DANVERS — When they built the cavernous Danvers Indoor Sports complex in 2011, developers were dreaming big, hoping demand for their four artificial turf fields would make the facility viable.
In less than three years, the soccer, lacrosse, field hockey and basketball teams have come. Now there are plans for the complex to double its size.
It’s not just the need for field space during the winter that is driving demand, but also the need to offer space for educational or training programs for coaches and referees.
Ultimate Frisbee, indoor golf lessons, futsal (a form of soccer) and cheerleading are also sparking expansion plans.
“Right now, the diversity is what is bringing light to the need,” said Kelly Cragg, a partner in the development and manager of Danvers Indoor Sports. Cragg and his father, Don Cragg, ran youth soccer programs at the arena at Topsfeld Fairgrounds until 2009. They have more than 20 years of experience running indoor sports facilities.
Danvers Indoor Sports was built on a 21-acre parcel at 150 Andover St., the site of the former Morton Thiokol chemical plant. The first phase was built in 2011 for $3.4 million at a time when demand for indoor field space was on the rise.
The 88,000 square-foot facility was developed by MRS Management Co. of Topsfield, which has now won approval from the town to nearly double the size of the operation with an approximate 75,000-square-foot addition.
The expansion will cost about $4 million, though the final number could be more than that, “depending on which path we go” when it comes to the fit-out, Cragg said.
A large metal industrial building on the site has been demolished already to make room for the expansion.
The family-owned construction firm Connolly Brothers of Beverly built Danvers Indoor Sports, and they are working on the expansion.
“The job they did here speaks volumes of what they are capable of doing,” said Cragg, a partner in the development with Mark Mscisz.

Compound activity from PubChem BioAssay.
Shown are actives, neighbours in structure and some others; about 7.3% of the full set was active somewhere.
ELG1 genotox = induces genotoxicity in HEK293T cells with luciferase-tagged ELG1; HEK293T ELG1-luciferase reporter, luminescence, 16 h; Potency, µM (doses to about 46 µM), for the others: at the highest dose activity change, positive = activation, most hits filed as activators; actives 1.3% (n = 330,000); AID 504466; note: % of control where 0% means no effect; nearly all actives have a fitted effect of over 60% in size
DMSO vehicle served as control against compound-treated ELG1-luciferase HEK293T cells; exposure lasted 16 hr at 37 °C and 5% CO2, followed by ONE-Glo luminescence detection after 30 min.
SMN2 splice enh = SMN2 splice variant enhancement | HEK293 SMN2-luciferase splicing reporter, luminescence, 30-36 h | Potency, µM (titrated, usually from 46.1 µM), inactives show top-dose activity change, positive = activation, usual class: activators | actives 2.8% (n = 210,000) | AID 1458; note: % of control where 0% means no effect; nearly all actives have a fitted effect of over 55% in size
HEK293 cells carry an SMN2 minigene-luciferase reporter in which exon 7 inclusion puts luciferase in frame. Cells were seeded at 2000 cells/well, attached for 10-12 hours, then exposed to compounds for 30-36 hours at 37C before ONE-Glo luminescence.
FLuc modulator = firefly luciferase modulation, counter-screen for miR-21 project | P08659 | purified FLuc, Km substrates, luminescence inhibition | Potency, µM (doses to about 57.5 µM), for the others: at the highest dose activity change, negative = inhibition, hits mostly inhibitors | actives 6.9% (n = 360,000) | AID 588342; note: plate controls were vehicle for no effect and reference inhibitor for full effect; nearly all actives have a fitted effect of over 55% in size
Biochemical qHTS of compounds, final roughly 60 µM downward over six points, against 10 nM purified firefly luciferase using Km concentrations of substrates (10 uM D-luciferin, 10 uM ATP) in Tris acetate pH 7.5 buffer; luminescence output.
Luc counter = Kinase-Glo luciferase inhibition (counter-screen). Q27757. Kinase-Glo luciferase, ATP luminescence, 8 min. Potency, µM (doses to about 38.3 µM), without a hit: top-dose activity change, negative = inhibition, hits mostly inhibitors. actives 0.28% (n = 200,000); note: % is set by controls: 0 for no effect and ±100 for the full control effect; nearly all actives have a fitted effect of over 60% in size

“It should be a fairly simple process” to get the new building up, said Connolly Brothers Vice President Jay Connolly, who expects construction to take six months.
While the area has a number of indoor sports facilities, and large indoor sports complexes are common in other parts of the country, “this area does not have anything even remotely close to what they have,” Connolly said.
When Danvers Indoor Sports was envisioned, Cragg said, they knew there would be other uses besides league play.
“The building was built to satisfy the needs of the sports we had done business with for 20 some-odd years,” he said. “We felt this size building would definitely satisfy our model for what was out there, but that doesn’t compensate for the programming needs that are out there, the training pieces in the educational programs that run alongside these. ...
“Coaching certifications, coaching classes, their general meetings,” he said. “That’s where the building is really making an impact. ... Now, 21/2 years into it, we are seeing that now’s the time to start focusing on those programs -— educational programs, training programs.”
In addition to the obvious team sports uses, such as soccer leagues, a semiprofessional football team and a rugby program want to use the facility because they need a place to practice, Cragg said.
The new building will feature four “multicourts” that can be used for basketball, volleyball, futsal or cheerleading. It will have a 220-foot by 160-foot field, which can be divided into three smaller fields.
“We talk about diversity, this will give us the ability to host tournaments,” Cragg said. Corporate outings and weight-lifting competitions are also a possibility.
Schools and towns have also come calling. When Danvers High renovated its high school fieldhouse a few years ago, the school turned to Danvers Indoor Sports for athletics space.
“We are excited to be in this community,” Cragg said. “I grew up in this community. It’s important to me that I think I can make an impact in the community I grew up in.”
The expanded facility will also mean a few more jobs. The facility has a dozen people on its staff, Cragg said. About 50 referees who work as private contractors also work the games. A separate fitness-center business, Repertoire Fitness, has about a half-dozen people. About seven people work concessions.
In past couple of weeks, the facility has hired Josh Lewis of Haverhill as its general manager. He worked for eight years at the Sports Zone in Derry, N.H. Cragg said it will be important to keep present customers happy as the facility courts new ones.
“It’s bringing in good, quality people and focusing on our customer base and making sure they are taken care of before we expand,” Cragg said.
Staff writer Ethan Forman can be reached at 978-338-2673, by email at firstname.lastname@example.org or on Twitter at @DanverSalemNews.